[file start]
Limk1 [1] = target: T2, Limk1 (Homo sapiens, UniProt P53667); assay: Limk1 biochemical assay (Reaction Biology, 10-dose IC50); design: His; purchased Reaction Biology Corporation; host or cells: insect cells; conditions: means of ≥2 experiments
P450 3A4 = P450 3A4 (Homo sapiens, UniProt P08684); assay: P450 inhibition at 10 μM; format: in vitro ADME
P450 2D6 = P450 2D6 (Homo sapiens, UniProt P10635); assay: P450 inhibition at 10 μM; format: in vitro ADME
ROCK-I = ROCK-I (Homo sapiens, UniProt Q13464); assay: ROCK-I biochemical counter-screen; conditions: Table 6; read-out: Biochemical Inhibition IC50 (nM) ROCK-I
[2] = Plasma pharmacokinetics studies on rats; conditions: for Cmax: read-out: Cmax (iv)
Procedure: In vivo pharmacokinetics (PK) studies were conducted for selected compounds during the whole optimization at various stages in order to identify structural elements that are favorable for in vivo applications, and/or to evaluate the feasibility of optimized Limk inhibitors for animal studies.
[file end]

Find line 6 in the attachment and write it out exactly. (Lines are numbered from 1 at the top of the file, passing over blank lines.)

Procedure: In vivo pharmacokinetics (PK) studies were conducted for selected compounds during the whole optimization at various stages in order to identify structural elements that are favorable for in vivo applications, and/or to evaluate the feasibility of optimized Limk inhibitors for animal studies.